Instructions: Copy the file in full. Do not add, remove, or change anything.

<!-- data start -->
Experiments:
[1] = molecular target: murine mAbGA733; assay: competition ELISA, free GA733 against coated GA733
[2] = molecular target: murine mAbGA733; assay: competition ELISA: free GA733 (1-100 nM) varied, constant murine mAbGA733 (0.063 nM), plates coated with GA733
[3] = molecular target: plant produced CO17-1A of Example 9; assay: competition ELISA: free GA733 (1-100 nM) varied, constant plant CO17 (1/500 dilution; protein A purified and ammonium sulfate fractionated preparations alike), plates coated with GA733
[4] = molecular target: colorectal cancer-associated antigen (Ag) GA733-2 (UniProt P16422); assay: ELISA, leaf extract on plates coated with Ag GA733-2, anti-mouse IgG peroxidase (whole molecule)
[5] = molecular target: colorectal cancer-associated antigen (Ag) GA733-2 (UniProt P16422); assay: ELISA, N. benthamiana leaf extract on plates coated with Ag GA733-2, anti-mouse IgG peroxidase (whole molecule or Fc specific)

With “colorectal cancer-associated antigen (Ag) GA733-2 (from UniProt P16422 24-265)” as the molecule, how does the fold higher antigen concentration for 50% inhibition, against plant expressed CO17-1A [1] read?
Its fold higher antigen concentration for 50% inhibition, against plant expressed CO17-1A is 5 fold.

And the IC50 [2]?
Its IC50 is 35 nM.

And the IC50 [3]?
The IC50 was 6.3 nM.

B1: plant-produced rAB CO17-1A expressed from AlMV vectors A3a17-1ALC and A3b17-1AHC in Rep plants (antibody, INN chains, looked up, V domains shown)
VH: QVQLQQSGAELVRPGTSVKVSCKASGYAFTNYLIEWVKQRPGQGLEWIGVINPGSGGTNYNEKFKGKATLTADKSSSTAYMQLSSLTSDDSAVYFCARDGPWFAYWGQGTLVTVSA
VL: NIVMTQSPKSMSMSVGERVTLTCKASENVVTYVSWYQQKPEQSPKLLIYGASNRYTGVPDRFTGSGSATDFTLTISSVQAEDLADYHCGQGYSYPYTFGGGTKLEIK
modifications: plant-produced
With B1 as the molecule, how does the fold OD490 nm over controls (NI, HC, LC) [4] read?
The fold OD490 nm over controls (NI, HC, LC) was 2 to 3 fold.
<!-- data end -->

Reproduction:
Experiments:
[1] = molecular target: murine mAbGA733; assay: competition ELISA, free GA733 against coated GA733
[2] = molecular target: murine mAbGA733; assay: competition ELISA: free GA733 (1-100 nM) varied, constant murine mAbGA733 (0.063 nM), plates coated with GA733
[3] = molecular target: plant produced CO17-1A of Example 9; assay: competition ELISA: free GA733 (1-100 nM) varied, constant plant CO17 (1/500 dilution; protein A purified and ammonium sulfate fractionated preparations alike), plates coated with GA733
[4] = molecular target: colorectal cancer-associated antigen (Ag) GA733-2 (UniProt P16422); assay: ELISA, leaf extract on plates coated with Ag GA733-2, anti-mouse IgG peroxidase (whole molecule)
[5] = molecular target: colorectal cancer-associated antigen (Ag) GA733-2 (UniProt P16422); assay: ELISA, N. benthamiana leaf extract on plates coated with Ag GA733-2, anti-mouse IgG peroxidase (whole molecule or Fc specific)

With “colorectal cancer-associated antigen (Ag) GA733-2 (from UniProt P16422 24-265)” as the molecule, how does the fold higher antigen concentration for 50% inhibition, against plant expressed CO17-1A [1] read?
Its fold higher antigen concentration for 50% inhibition, against plant expressed CO17-1A is 5 fold.

And the IC50 [2]?
Its IC50 is 35 nM.

And the IC50 [3]?
The IC50 was 6.3 nM.

B1: plant-produced rAB CO17-1A expressed from AlMV vectors A3a17-1ALC and A3b17-1AHC in Rep plants (antibody, INN chains, looked up, V domains shown)
VH: QVQLQQSGAELVRPGTSVKVSCKASGYAFTNYLIEWVKQRPGQGLEWIGVINPGSGGTNYNEKFKGKATLTADKSSSTAYMQLSSLTSDDSAVYFCARDGPWFAYWGQGTLVTVSA
VL: NIVMTQSPKSMSMSVGERVTLTCKASENVVTYVSWYQQKPEQSPKLLIYGASNRYTGVPDRFTGSGSATDFTLTISSVQAEDLADYHCGQGYSYPYTFGGGTKLEIK
modifications: plant-produced
With B1 as the molecule, how does the fold OD490 nm over controls (NI, HC, LC) [4] read?
The fold OD490 nm over controls (NI, HC, LC) was 2 to 3 fold.